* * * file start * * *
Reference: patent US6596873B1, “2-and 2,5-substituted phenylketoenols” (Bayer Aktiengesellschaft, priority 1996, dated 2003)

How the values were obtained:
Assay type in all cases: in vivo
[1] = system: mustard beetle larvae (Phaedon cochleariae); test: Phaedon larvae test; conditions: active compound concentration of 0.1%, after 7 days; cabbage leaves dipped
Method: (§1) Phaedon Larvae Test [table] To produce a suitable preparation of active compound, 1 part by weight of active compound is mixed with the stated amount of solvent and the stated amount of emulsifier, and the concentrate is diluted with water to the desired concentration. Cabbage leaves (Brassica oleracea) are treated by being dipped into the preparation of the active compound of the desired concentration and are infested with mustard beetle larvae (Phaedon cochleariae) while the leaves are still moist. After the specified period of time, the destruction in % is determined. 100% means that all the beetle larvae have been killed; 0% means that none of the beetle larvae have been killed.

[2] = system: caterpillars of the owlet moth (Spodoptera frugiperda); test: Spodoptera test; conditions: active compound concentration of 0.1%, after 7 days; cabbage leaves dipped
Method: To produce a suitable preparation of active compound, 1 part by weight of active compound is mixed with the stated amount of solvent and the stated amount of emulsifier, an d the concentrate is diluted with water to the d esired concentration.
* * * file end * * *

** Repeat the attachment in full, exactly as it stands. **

Reference: patent US6596873B1, “2-and 2,5-substituted phenylketoenols” (Bayer Aktiengesellschaft, priority 1996, dated 2003)

How the values were obtained:
Assay type in all cases: in vivo
[1] = system: mustard beetle larvae (Phaedon cochleariae); test: Phaedon larvae test; conditions: active compound concentration of 0.1%, after 7 days; cabbage leaves dipped
Method: (§1) Phaedon Larvae Test [table] To produce a suitable preparation of active compound, 1 part by weight of active compound is mixed with the stated amount of solvent and the stated amount of emulsifier, and the concentrate is diluted with water to the desired concentration. Cabbage leaves (Brassica oleracea) are treated by being dipped into the preparation of the active compound of the desired concentration and are infested with mustard beetle larvae (Phaedon cochleariae) while the leaves are still moist. After the specified period of time, the destruction in % is determined. 100% means that all the beetle larvae have been killed; 0% means that none of the beetle larvae have been killed.

[2] = system: caterpillars of the owlet moth (Spodoptera frugiperda); test: Spodoptera test; conditions: active compound concentration of 0.1%, after 7 days; cabbage leaves dipped
Method: To produce a suitable preparation of active compound, 1 part by weight of active compound is mixed with the stated amount of solvent and the stated amount of emulsifier, an d the concentrate is diluted with water to the d esired concentration.